• Jonathan Pulliam on October 19 2017 said:
    WTI crude will continue range-bound around US$ 47.00 per barrel for the near term. And it's worse than that as crude is dollar-denominated and we have a falling dollar.

    U.S. equities markets rode a wave of cheap fed funds and massive infusions of quantitative easing.

    But they needed to cook IBM's books so you don't smell the pure BS.

    The announced schedule of US Strategic Petroleum Reserve sales mitigate against higher crude prices, no?

    Lower U.S. auto sales ex-Toyota so far in 2017 mitigate against higher crude prices, no?

    Record U.S. lay-offs and manufacturing job out-sourcing will help crude prices how?

    Iraq, run by a corrupt al-Haidar Shia government which is basically a puppet of Iran, is set to steal the Kurds' oil fields.

    U.S. based oil production is excessively hedged at US$ 50.00 per barrel. It ain't goin' anywhere anytime soon.

    Now you have the head of the Vanguard Funds saying that U.S. stock market is overdue for a re-tracement of some significance.

    You have a U.S. President who has failed to deliver on past assurance to markets:

    "We're going to repeal and replace Obamacare", "We're going to cut corporate taxes", "We're cutting U.S. regulatory burden and promoting tax simplification and trade reciprocity".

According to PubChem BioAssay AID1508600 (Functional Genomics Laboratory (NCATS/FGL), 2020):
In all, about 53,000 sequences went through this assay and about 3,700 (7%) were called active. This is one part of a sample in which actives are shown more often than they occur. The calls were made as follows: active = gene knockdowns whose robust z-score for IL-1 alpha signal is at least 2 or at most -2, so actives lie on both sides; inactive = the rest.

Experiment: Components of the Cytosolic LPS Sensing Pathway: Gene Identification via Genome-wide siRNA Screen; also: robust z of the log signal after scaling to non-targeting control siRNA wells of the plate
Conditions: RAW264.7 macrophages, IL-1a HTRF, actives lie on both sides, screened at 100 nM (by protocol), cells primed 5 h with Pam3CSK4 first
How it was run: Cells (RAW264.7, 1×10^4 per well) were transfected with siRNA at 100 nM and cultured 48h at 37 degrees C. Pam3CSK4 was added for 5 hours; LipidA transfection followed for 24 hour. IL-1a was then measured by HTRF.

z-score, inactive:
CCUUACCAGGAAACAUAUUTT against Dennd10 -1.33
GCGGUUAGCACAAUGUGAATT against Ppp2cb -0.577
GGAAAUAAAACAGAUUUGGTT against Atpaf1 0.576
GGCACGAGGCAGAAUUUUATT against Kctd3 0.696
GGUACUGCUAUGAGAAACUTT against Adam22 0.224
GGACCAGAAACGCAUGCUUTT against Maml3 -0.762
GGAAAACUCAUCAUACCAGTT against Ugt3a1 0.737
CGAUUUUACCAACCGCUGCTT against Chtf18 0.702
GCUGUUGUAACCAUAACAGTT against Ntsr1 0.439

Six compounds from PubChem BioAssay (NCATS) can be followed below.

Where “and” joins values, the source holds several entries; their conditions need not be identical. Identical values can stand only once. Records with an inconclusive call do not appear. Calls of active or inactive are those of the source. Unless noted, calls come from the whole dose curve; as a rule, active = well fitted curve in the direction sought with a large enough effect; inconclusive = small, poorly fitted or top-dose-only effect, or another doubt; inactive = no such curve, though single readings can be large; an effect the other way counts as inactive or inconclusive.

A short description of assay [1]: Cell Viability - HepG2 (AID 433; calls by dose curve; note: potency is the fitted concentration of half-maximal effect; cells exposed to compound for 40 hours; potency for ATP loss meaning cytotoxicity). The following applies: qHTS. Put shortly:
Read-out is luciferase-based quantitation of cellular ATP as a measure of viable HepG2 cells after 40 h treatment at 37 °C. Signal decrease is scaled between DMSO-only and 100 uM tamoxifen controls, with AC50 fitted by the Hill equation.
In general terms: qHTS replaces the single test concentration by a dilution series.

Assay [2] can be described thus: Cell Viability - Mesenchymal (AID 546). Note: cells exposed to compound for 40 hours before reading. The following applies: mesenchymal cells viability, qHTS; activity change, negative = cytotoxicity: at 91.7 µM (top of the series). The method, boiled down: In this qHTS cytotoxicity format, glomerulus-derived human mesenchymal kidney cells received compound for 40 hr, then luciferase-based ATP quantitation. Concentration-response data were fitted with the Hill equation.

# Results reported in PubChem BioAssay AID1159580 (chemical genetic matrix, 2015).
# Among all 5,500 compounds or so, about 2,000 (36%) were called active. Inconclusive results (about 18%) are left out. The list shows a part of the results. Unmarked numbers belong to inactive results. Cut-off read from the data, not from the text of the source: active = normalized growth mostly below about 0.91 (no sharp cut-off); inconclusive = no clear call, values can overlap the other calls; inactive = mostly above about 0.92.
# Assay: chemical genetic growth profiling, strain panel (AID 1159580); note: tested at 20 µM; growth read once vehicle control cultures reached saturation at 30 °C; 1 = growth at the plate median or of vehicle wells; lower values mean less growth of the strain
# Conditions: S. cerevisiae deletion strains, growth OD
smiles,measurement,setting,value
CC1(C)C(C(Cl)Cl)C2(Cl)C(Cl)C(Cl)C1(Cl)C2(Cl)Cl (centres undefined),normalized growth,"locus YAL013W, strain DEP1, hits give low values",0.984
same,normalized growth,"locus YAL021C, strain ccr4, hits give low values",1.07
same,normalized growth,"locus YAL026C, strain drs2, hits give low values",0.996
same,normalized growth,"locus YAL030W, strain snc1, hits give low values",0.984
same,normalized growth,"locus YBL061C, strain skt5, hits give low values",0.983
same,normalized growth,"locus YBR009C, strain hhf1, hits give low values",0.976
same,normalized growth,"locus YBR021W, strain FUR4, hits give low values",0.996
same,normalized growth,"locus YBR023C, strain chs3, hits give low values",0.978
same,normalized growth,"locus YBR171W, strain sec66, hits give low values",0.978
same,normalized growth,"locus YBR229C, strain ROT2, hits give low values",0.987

Instead of a record of accomplishment, our President is mired in a plot of U.S. and globalists, unrepentant Zionists, and "deep-staters" to have him removed on account of incapacity as stipulated in the U.S. Constitution's 25th amendment.

    Trump has basically cheapened the U.S. brand and sold off it's power to the highest bidder, ie the House of Saud.
  • Clyde Boyd on October 20 2017 said:
    I believe this guy actually has it right. As costs edge up more frackers will start flooding the market. Also, the supply glut will once again grow, and prices will decline. Most of the increases the last 4 weeks have been speculator wishful thinking rather than actual fundamentals.
  • Alexander Brewsky on October 24 2017 said:
    This must be that guy that is shorting the 3x ETF oil bull stocks at 10:15AM to 11:30AM EST. Looks like he's caught in a long term short and is getting burned big time. Nice...

Leave a comment

EXXON Mobil -0.35
Open57.81 Trading Vol.6.96M Previous Vol.241.7B
BUY 57.15
Sell 57.00
Oilprice - The No. 1 Source for Oil & Energy News